Read more stories that delve into questions of peace in the Making Peace series at NCRonline.org/feature-series/making-peace.
San José, Costa Rica — After going through a divorce, Grace Jiménez's self-esteem was low.
Jiménez said her husband did not value her. He was physically and emotionally abusive and would beat her when he drank.
She was drawn to Mujer Descúbrete, "Woman, Discover Yourself," a program of the Congregación Nuestra Señora de Sion (Congregation of Our Lady of Sion), partially because of its name.
"That title told me that, well, we had to discover ourselves, that there was something in me that I had to discover," Jiménez said in an interview with GSR. "And, to tell you the truth, it helped me."
"There, I realized what one is worth as a woman," she added.
Mujer Descúbrete is one of the main components of the ministry of the Sisters of Our Lady of Sion in San José, the Costa Rican capital. The sisters' goal is to reach out to all regardless of social position, economic status, or religious belief. They focus their work towards running a school, the Colegio de Nuestra Señora de Sion (School of Our Lady of Sion); youth and women's social programs; and their Center for Biblical Studies and Judeo-Christian Relations.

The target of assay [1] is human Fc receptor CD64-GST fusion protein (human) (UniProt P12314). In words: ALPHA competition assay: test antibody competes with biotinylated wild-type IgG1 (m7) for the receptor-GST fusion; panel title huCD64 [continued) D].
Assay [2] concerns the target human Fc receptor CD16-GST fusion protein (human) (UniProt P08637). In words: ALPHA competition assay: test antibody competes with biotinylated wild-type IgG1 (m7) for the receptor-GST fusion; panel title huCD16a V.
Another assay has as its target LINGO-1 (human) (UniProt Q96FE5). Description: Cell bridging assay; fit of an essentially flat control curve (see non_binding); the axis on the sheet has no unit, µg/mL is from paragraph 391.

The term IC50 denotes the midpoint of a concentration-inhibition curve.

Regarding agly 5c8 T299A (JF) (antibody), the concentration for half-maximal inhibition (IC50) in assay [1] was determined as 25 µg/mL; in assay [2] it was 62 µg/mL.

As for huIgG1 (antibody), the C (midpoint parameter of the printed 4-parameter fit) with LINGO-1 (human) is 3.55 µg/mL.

Headquartered in Moravia in the northeastern outskirts of San José, the congregation works from the Colegio de Nuestra Señora de Sion, which houses the school itself, the biblical center, and the sisters' community.